Workers in these cities will get bereavement leave for pregnancy loss, including abortionsOctober 27, 2021
Portland, Oregon, is the latest city to provide bereavement leave for people experiencing pregnancy loss, including abortions.
The city's amended bereavement leave policy allows city employees to take up to three days of paid leave if they've had a miscarriage, stillbirth or any other type of pregnancy loss. The policy covers time off for people to recover from an abortion "irrespective of whether deemed medically necessary," according to the text.
The city council approved the changes unanimously earlier in October.
Bereavement leave that covers miscarriages and stillbirths is rare, said Elizabeth Nash, a state policy analyst with reproductive health research organization Guttmacher Institute, to OPB. Even more rare is paid leave to recover from an abortion, she told OPB: "This is just incredibly uncommon."
But while paid leave to recover from pregnancy loss is rare, the event itself is "extremely common," per the Kaiser Family Foundation, which estimates miscarriages occur in up to an estimated 30% of all pregnancies. It can take several weeks for the body to recover physically from pregnancy loss, and longer to recover mentally.
The move makes Portland among the first local governments in the U.S. and even around the world to recognize the need for paid leave following pregnancy loss, says Laura Narefsky, an attorney on the education and workplace justice team at the National Women's Law Center. "It's incredibly exciting to see cities see this as an important way to support their workers," she tells CNBC Make It.
Portland City Council began the process of updating its bereavement leave policy last summer, according to OPB. Michelle Rodriguez, a senior policy advisor in Commissioner Mingus Mapps' office, wanted the new policy to cover time off for pregnancy loss, mirroring legislation passed in New Zealand to give mothers and their partners three days paid bereavement leave following a miscarriage or stillbirth. Rodriguez advocated for pushing the city's policy to include bereavement leave following an abortion.
In one instance, Rodriguez told OPB, a staffer shared her experience of being a new employee who had yet to accrue any paid time off to use following her pregnancy loss.
"She essentially took days without pay to deal with both her physical reaction to what ended up being a medical termination with her doctor's help and the emotional and psychological impact of what happened," Rodriguez said. "I'm like, 'OK, we need to figure out how to actually call this out and be proudly saying that this city wants to support families as they're going through this process.'"
Portland city employees taking leave for pregnancy loss do not need to disclose the specific form of pregnancy loss to their employer.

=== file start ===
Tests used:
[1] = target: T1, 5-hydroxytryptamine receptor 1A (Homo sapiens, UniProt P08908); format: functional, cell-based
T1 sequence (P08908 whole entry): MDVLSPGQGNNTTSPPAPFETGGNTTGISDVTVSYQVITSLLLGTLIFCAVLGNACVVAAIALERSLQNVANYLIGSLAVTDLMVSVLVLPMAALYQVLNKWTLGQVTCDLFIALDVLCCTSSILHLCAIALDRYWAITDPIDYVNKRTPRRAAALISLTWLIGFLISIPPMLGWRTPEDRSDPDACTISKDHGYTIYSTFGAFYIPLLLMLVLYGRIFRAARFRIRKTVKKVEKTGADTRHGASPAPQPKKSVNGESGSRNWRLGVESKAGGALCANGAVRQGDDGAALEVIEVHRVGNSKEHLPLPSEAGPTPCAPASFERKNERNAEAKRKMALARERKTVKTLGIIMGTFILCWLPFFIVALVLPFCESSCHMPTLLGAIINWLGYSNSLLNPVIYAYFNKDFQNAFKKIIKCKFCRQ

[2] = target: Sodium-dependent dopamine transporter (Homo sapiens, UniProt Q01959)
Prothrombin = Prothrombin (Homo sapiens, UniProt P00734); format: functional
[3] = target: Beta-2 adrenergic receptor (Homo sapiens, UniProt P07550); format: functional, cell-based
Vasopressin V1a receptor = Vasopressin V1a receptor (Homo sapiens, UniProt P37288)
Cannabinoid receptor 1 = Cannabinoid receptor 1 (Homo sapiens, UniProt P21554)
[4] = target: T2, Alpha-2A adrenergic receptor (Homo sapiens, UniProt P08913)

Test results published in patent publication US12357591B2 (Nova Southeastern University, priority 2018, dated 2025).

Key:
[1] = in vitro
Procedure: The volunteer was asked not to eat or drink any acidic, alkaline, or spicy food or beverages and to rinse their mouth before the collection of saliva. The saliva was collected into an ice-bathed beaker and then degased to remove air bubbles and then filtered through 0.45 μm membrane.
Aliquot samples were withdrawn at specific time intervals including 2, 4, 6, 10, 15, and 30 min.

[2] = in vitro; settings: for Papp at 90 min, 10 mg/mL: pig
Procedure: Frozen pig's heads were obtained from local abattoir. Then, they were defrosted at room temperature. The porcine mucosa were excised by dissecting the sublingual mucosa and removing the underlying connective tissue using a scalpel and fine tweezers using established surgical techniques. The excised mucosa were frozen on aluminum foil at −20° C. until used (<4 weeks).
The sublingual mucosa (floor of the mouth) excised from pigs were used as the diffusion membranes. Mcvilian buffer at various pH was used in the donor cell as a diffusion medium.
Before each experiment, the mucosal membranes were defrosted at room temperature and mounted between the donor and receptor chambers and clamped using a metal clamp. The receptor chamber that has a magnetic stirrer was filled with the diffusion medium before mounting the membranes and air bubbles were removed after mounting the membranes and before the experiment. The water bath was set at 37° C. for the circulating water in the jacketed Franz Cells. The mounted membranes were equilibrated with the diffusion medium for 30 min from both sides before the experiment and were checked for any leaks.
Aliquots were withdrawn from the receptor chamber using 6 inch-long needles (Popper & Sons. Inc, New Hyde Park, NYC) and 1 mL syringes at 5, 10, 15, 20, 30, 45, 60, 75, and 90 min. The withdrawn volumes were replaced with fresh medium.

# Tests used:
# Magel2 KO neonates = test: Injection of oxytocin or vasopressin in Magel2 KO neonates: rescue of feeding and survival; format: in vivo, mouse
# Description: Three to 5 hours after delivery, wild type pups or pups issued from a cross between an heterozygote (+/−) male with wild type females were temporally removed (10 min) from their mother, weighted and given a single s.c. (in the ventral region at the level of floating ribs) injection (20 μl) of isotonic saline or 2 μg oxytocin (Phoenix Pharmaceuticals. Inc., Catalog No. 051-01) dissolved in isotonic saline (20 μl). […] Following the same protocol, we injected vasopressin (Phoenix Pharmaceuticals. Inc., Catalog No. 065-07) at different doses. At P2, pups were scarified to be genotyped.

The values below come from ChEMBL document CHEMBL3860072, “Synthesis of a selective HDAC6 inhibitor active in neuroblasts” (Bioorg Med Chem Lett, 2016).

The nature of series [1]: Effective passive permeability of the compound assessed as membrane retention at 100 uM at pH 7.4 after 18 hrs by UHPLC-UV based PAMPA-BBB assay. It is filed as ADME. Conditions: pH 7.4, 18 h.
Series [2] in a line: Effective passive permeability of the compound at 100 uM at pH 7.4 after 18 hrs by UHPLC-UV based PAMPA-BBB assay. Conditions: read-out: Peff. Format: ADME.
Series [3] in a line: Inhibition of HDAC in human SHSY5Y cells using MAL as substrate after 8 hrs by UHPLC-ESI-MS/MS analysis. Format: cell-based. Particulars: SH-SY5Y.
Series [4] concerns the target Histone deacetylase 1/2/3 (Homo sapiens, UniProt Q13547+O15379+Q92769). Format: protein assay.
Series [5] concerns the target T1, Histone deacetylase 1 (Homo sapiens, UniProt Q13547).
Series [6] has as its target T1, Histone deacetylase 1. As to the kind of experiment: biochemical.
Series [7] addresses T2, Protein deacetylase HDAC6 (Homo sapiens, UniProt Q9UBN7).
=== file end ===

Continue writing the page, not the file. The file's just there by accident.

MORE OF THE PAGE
"As employers think about loss in whatever form it appears, they're signaling that it isn't the kind of thing we should be second-guessing or requiring people to prove the types of loss we think are deserving or undeserving of time off," Narefsky says.
In mid-September, Pittsburgh became the first U.S. city to pass legislation to provide employees and employees' partners up to three days of leave due to causes like miscarriage, in vitro failure or termination. The leave applies equally to parents regardless of gender, as well as to same-sex couples.
In a statement, Councilman Bobby Wilson called on fellow large employers in the city, especially non-profits, foundations and additional non-city governmental authorities, to join the City of Pittsburgh in offering similar leave. "I am proud that the City of Pittsburgh is a national leader on this issue, and I look forward to expanding the scope of this leave in the months to come," he said.
Other cities including Boston and Waterloo, Iowa, are pursuing similar legislation.
It's possible new bereavement leave policies covering pregnancy loss could move from city governments to state and federal levels, Narefsky says. Already, the pandemic has led to greater support and legislation for paid emergency sick and family leave in general.
Notably, the U.S. remains an outlier in that it doesn't provide a national standard of paid leave for new parents. Congressional Democrats are currently working on funding the nation's first paid family and medical leave program in its latest spending bill. And while some states have begun to offer paid parental leave in recent years, the 19th reports that no state has approved a statewide policy to accommodate both miscarriage and stillbirth.
In July, Congresswoman Ayanna Pressley, D-Mass., and U.S. Senator Tammy Duckworth, D-Ill., introduced the Support Through Loss Act that would ensure employers provide at least three days of paid leave for workers "to process and cope following a pregnancy loss, an unsuccessful assisted reproductive technology procedure, a failed adoption arrangement, a failed surrogacy arrangement, or a medical diagnosis or event that impacts pregnancy or fertility."
The legislation would also invest $45 million a year to the National Institutes of Health for federal research into miscarriage and pregnancy loss, and would require federal agencies to develop and provide public information on pregnancy loss, its prevalence and treatment options.
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